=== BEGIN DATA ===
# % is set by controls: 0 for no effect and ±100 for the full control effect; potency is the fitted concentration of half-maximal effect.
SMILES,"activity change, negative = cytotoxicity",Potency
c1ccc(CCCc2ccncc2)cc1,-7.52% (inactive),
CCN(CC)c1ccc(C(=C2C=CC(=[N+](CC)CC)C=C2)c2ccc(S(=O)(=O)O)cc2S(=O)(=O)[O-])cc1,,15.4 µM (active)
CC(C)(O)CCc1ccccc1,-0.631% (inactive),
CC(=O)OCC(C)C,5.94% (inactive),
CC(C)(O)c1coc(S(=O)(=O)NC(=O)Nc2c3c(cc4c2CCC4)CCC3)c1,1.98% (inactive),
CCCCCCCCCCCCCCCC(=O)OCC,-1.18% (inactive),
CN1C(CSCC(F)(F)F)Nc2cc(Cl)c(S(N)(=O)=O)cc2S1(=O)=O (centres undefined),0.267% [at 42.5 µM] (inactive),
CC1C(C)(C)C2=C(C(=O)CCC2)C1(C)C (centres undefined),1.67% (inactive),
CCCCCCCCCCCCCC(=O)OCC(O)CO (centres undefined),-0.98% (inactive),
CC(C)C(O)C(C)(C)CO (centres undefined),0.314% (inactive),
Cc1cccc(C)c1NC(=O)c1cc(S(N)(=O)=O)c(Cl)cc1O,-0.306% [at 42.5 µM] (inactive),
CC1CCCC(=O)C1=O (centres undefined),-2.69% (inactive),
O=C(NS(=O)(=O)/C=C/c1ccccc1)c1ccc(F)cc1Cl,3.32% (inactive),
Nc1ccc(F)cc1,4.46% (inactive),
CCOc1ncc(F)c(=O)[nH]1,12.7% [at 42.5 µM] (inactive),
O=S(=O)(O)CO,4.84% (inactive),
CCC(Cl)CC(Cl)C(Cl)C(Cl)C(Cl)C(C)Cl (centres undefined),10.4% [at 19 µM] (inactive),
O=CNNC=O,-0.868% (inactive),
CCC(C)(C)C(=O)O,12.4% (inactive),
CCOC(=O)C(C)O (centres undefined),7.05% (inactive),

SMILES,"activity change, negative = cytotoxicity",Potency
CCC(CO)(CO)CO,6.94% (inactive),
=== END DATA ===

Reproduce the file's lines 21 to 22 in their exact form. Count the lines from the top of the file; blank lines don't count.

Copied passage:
CCC(C)(C)C(=O)O,12.4% (inactive),
CCOC(=O)C(C)O (centres undefined),7.05% (inactive),